Kant and the Metaphysics of Causality


Kant and the Metaphysics of Causality

Eric Watkins argues that a grasp of Leibnizian and anti-Leibnizian thought in eighteenth-century Germany helps one to see how Kant (in his critical period) argued for causal principles that have both metaphysical and epistemological elements. According to this interpretation, Kant's model of causality does not consist of events, but rather of substances endowed with causal powers that are exercised according to their natures and circumstances.


 Reviews:

"Eric Watkins' book is a substantial contribution to Kant scholarship, metaphysics, and the philosophy of science. Watkins' book makes an important difference and is among the most impressive works on Kant's early writings and their bearing on his Critiques."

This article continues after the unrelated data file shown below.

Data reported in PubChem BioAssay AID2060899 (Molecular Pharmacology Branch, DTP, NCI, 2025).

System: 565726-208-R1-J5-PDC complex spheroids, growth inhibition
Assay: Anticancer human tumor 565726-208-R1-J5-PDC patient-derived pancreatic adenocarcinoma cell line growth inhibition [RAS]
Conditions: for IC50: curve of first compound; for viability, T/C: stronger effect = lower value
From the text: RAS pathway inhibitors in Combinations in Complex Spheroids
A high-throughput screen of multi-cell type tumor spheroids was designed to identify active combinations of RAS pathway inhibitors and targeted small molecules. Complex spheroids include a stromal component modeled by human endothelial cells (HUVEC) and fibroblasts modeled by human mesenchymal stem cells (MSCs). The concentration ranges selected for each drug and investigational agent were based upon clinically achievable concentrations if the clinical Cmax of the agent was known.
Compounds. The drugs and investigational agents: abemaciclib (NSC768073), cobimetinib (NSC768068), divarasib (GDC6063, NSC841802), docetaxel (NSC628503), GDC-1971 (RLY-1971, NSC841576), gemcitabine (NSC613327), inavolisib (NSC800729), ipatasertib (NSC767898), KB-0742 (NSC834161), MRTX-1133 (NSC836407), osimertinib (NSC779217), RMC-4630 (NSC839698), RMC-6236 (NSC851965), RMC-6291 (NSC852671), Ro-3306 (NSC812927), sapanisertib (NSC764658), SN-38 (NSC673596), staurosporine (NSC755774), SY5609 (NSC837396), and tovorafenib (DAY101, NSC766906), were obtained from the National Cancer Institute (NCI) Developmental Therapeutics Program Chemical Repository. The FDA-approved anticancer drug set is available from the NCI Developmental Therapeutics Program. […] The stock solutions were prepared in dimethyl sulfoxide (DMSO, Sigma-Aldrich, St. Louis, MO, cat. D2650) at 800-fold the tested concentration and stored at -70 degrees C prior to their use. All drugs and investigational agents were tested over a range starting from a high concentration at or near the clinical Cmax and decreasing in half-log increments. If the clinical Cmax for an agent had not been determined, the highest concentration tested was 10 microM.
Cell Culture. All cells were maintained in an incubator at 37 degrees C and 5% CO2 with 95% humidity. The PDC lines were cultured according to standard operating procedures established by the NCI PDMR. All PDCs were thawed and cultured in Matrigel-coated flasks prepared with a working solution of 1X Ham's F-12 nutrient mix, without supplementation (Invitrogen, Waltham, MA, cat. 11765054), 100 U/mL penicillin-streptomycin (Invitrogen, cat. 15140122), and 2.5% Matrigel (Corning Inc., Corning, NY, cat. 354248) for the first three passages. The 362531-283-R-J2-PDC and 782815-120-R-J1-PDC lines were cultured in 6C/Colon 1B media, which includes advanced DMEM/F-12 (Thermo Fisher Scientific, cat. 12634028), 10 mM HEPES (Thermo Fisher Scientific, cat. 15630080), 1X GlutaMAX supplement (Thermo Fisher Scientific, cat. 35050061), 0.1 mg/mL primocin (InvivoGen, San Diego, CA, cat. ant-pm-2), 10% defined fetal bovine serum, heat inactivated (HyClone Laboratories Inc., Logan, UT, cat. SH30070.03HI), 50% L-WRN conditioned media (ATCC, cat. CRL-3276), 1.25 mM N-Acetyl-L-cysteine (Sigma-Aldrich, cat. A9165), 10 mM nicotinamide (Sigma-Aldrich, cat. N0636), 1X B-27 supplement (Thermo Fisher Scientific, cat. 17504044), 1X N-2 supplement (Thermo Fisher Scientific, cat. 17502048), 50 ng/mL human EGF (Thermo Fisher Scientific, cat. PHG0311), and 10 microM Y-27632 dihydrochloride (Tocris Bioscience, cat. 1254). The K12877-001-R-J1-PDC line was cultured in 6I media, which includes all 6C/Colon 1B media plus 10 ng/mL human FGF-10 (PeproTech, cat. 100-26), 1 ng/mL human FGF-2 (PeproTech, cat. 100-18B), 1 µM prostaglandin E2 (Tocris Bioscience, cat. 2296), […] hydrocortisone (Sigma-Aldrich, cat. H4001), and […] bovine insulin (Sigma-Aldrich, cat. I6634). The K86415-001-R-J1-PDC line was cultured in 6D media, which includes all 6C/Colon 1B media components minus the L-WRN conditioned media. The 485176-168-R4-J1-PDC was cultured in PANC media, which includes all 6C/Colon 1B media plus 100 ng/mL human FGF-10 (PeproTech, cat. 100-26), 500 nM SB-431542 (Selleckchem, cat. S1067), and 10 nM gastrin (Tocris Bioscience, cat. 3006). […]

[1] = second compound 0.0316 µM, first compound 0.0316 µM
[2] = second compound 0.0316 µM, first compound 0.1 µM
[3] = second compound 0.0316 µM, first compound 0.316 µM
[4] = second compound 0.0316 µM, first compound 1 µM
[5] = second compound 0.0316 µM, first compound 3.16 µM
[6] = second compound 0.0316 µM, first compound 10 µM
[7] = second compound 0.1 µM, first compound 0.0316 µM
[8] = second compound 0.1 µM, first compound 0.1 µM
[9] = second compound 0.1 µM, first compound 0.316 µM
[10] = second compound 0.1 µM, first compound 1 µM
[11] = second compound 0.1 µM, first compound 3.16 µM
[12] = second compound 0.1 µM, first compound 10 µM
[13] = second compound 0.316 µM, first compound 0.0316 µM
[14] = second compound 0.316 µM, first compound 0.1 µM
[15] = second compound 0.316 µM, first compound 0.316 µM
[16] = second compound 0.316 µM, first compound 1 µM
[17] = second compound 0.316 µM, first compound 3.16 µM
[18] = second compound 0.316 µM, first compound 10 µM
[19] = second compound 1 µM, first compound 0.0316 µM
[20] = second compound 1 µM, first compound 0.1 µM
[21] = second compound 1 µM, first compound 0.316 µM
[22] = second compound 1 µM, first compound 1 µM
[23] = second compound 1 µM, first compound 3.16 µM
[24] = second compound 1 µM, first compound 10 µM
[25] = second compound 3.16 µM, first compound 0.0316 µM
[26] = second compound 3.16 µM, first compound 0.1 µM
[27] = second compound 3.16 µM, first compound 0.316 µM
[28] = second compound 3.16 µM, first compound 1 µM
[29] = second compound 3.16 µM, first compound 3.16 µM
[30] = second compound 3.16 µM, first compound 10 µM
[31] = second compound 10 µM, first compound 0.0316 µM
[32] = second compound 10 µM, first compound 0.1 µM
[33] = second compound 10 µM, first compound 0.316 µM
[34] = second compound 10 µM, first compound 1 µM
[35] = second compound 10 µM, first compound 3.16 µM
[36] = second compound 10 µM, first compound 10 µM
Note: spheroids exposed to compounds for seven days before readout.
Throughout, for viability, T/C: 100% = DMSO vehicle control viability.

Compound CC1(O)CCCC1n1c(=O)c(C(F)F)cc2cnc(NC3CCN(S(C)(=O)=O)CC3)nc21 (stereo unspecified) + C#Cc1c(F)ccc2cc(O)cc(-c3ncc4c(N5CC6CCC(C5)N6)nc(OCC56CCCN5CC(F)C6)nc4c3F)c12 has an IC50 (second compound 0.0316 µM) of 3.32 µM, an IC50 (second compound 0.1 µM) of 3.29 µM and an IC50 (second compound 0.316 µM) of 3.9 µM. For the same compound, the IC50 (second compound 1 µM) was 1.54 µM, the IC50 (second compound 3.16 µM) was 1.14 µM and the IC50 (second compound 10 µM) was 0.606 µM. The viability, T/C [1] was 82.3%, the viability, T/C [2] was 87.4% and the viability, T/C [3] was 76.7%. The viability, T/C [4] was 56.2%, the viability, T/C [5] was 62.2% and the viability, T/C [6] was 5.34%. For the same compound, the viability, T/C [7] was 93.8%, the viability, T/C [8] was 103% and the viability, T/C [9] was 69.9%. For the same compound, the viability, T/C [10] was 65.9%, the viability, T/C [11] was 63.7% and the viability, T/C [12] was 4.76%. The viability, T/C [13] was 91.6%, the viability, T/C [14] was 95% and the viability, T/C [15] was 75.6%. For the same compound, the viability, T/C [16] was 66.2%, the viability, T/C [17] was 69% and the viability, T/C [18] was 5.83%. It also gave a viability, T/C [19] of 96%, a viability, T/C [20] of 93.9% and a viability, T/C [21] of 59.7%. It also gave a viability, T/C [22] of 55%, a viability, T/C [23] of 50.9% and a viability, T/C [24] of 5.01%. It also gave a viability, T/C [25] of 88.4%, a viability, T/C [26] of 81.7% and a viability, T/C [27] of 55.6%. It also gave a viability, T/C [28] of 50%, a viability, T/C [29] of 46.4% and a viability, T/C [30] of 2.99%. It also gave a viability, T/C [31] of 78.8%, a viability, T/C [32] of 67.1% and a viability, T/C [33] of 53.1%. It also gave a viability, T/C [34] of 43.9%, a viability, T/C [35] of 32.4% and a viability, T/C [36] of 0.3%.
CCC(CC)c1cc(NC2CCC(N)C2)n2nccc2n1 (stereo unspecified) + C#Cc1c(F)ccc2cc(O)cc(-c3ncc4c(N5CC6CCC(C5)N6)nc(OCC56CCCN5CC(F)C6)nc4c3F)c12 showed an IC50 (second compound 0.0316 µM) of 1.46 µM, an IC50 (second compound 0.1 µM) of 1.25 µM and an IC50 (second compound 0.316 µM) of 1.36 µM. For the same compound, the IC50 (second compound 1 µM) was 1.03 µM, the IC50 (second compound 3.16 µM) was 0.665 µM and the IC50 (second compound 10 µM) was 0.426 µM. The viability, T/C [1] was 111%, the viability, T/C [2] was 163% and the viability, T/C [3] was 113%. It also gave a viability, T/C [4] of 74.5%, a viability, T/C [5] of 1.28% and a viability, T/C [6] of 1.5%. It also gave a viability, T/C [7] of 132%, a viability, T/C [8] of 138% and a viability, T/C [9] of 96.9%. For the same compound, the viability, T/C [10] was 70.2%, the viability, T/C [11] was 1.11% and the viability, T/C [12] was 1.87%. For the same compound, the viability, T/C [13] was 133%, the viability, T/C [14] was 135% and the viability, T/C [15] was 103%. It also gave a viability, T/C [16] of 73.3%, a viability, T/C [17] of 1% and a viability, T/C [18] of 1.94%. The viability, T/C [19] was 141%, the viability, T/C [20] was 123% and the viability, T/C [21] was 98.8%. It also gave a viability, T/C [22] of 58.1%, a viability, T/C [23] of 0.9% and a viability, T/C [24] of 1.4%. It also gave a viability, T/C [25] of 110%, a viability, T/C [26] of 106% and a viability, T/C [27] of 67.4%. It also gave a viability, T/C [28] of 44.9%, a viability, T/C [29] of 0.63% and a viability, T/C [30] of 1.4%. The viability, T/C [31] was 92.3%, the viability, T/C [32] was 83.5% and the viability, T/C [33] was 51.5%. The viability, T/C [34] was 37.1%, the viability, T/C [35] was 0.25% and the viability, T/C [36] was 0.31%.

Gary L. Cesarz, Southeast Missouri state University, Journal of the History of Philosophy

"Whether you agree with Watkin's reconstruction of Kantian causality or not, he defends the prospects of realistic casual analysis in a quantum world that would relegate causation to nothing less than an antiquarian curiosity." - Glenn Statile, St. John's University


 Prizes:

Cambridge University Press wishes to congratulate Eric Watkins, author of Kant and the Metaphysics of Causality, which has won the Journal of the History of Philosophy book prize.

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